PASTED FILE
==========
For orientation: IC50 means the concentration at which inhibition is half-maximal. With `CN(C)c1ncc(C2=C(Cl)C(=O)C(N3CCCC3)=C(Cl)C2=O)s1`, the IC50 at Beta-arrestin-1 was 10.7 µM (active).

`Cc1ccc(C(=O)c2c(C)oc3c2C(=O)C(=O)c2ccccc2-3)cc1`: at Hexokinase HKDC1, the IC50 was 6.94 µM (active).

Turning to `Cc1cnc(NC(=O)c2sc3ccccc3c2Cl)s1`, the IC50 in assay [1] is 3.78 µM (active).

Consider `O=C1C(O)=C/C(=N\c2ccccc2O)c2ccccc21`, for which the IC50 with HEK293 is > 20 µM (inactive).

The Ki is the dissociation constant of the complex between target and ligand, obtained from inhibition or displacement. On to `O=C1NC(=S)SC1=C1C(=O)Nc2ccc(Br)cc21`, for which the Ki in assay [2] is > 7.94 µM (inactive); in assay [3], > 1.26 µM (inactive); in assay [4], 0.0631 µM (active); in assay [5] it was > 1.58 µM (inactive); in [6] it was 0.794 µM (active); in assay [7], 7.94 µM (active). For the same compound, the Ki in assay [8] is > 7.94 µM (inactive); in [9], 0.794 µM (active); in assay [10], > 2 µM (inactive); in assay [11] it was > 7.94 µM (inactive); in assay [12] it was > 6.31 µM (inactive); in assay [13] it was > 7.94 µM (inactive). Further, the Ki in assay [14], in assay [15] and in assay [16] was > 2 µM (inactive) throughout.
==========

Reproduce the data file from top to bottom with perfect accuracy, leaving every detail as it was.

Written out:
For orientation: IC50 means the concentration at which inhibition is half-maximal. With `CN(C)c1ncc(C2=C(Cl)C(=O)C(N3CCCC3)=C(Cl)C2=O)s1`, the IC50 at Beta-arrestin-1 was 10.7 µM (active).

`Cc1ccc(C(=O)c2c(C)oc3c2C(=O)C(=O)c2ccccc2-3)cc1`: at Hexokinase HKDC1, the IC50 was 6.94 µM (active).

Turning to `Cc1cnc(NC(=O)c2sc3ccccc3c2Cl)s1`, the IC50 in assay [1] is 3.78 µM (active).

Consider `O=C1C(O)=C/C(=N\c2ccccc2O)c2ccccc21`, for which the IC50 with HEK293 is > 20 µM (inactive).

The Ki is the dissociation constant of the complex between target and ligand, obtained from inhibition or displacement. On to `O=C1NC(=S)SC1=C1C(=O)Nc2ccc(Br)cc21`, for which the Ki in assay [2] is > 7.94 µM (inactive); in assay [3], > 1.26 µM (inactive); in assay [4], 0.0631 µM (active); in assay [5] it was > 1.58 µM (inactive); in [6] it was 0.794 µM (active); in assay [7], 7.94 µM (active). For the same compound, the Ki in assay [8] is > 7.94 µM (inactive); in [9], 0.794 µM (active); in assay [10], > 2 µM (inactive); in assay [11] it was > 7.94 µM (inactive); in assay [12] it was > 6.31 µM (inactive); in assay [13] it was > 7.94 µM (inactive). Further, the Ki in assay [14], in assay [15] and in assay [16] was > 2 µM (inactive) throughout.